A Shimmering Vegetable Death | Godzilla vs. Biollante (1989) Review

Directed by Kazuki Ōmori
Starring Kunihiko Mitamura, Yoshiko Tanaka, Masanobu Takashima

“I think now I made a mistake.”

Godzilla vs. Biollante is good. Especially for the Heisei era, it’s held in high regard among Godzilla movies. Surprisingly, it derives a lot of its profitable ambition from being a true sequel to Return of Godzilla, imagining what the world would be like after a giant monster attack. We find that international corporate interests are competing for Godzilla cells, whose magic properties have the potential to shift world power. In the fictitious and ridiculous Middle Eastern country “Saradia,” a nationalized oil firm plans to harvest the cells’ immortality to grow vegetation in the desert, divesting the region of its reliance on a valuable but limited resource. Meanwhile, the American company Bio-Major resorts to terrorism to claim the cells, as their science experiment would neutralize the threat posed by nuclear missiles. Somehow, in the midst of this political spy thriller, a giant rose emerges from the sea, and Godzilla burns it with the heat ray.

The plot is refreshingly complicated, ensuring the “in-between parts” are bristling with purpose. However, the characters occupying these parts are so ill-defined that their scenes appear to begin and end arbitrarily. As always, Godzilla vs. Biollante demarcates the human story from the Godzilla scenes, but it further divides the human story into scenes of “character” and “exposition.” You know you’re in “character” when the music is soft piano, and it’s the ostensible leads Dr. Kirishima and Asuka chatting about their relationship by the beach. Unfortunately, we don’t learn who these people really are, either via backstory or the decisions they make in the present. They simply exist. The storytelling is so vague that even something as straightforward as a scientist who creates a monster out of grief doesn’t end with a reckoning of hubris or any sort of consequence at all.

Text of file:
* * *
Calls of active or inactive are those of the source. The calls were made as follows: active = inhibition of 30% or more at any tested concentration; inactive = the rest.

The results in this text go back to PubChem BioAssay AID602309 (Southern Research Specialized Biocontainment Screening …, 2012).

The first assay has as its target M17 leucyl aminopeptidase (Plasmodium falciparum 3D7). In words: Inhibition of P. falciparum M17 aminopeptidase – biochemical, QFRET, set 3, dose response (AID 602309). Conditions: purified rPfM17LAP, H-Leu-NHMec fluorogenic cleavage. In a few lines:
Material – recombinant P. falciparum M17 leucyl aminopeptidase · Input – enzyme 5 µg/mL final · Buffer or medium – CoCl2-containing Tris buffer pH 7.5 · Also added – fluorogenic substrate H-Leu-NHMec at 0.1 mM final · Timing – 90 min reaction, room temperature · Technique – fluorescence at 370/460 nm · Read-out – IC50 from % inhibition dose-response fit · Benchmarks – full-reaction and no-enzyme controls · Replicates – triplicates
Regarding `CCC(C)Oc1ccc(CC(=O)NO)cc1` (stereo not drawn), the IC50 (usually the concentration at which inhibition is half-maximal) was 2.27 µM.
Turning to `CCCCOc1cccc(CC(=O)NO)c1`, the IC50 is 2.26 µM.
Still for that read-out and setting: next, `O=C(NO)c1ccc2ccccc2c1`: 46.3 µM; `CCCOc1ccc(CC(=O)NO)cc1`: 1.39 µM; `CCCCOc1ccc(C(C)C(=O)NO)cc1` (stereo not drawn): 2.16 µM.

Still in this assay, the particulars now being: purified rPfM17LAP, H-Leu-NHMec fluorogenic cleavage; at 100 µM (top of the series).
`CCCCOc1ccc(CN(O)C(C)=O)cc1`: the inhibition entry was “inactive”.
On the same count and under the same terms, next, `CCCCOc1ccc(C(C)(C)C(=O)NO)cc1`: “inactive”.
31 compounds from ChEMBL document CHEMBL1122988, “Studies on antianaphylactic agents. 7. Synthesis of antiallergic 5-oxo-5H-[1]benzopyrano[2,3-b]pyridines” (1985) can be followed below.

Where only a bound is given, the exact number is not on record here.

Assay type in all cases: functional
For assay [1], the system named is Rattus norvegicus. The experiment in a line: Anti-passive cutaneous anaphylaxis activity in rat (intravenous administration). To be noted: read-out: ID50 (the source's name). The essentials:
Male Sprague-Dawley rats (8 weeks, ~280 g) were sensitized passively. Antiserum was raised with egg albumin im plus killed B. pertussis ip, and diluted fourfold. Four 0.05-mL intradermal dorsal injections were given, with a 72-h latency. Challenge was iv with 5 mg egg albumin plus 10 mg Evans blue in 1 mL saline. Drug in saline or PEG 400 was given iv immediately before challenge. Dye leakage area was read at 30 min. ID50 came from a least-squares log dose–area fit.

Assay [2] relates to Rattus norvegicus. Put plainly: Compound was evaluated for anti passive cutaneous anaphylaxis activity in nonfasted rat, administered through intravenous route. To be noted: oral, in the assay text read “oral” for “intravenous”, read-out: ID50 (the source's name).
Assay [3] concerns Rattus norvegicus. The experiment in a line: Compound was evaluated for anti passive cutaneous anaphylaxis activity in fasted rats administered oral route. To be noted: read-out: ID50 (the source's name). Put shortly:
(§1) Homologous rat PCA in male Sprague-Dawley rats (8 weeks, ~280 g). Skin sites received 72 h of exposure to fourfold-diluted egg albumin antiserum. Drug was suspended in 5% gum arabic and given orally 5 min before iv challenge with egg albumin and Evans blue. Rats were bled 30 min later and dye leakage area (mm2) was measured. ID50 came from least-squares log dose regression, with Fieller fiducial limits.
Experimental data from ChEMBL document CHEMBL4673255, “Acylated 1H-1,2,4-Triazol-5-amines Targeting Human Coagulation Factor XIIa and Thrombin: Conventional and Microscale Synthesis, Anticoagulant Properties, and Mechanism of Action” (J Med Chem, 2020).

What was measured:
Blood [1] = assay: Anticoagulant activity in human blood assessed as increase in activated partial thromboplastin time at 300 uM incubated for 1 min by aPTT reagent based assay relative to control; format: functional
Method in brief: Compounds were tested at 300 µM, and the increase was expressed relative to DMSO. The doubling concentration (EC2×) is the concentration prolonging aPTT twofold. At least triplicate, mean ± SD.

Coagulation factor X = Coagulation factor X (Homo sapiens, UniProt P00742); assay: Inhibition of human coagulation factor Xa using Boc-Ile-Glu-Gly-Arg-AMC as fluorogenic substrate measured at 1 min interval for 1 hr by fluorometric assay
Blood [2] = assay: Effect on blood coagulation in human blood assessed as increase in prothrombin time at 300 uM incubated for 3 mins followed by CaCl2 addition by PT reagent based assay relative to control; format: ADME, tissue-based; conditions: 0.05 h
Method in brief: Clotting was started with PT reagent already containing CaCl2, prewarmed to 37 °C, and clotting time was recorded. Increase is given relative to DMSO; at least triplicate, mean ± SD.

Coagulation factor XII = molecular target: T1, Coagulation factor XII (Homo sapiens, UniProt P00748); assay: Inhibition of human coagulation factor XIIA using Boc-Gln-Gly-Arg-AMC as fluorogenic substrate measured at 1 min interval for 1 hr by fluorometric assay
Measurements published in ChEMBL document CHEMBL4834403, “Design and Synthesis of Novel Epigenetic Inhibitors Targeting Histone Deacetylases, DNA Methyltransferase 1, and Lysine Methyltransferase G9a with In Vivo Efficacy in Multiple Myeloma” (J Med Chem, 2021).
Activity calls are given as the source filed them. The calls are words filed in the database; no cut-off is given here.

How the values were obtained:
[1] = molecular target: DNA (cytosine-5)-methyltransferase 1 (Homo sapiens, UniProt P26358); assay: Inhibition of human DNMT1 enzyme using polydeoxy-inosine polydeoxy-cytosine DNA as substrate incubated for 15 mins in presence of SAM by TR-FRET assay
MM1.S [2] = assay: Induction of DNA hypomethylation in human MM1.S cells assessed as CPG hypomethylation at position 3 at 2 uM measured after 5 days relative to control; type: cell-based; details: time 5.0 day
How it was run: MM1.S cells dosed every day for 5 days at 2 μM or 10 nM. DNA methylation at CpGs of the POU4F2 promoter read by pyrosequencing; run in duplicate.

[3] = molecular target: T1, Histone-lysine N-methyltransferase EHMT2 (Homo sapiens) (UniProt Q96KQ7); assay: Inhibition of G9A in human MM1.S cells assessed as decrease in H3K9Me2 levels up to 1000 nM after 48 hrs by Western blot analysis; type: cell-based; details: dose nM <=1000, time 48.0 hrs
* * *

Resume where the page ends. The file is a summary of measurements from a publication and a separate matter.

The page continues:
It’s like an episode of television, like season six, episode three of a show called Godzilla, the one where he fights Biollante. The characters need no introduction, and they can’t really change; save that for the season finale. This makes for an unfortunate listless quality, where characters flip-flop on decisions and nothing is derived from arguments or process. It’s the artifice of storytelling, sitting exposed atop the monster movie. Sometimes the action itself would appear to cease once it’s off-screen! In the end, Godzilla takes a break from his final battle with Biollante, and the characters witnessing the event turn to each other and start talking. Did they forget about Biollante? For the most part, I imagine it’s a confusion of plot and theme, that writers might consider a character arc complete if it fulfills the character’s role in a thematic framework – at the sacrifice of drama. There are just too many characters in Godzilla vs. Biollante, with overlapping responsibilities and sudden relationships.

That said, there’s nothing quite like the image of Godzilla moving across a city skyline at night, flame in his wake, with that music playing. The miniatures, superimposed on well-chosen urban areas, like a pedestrian bridge in Osaka, are all wonderful despite the decreased budget from Return. I love the setting for the first battle between Godzilla and Biollante, which feels like an arena with the fog and the spotlights along the edges shooting into the sky. And after Godzilla blasts that flower abomination, it explodes into gentle, glowing spores that spiral toward heaven. Godzilla movies, working with their massive scale, sometimes luck into moments of awesome beauty.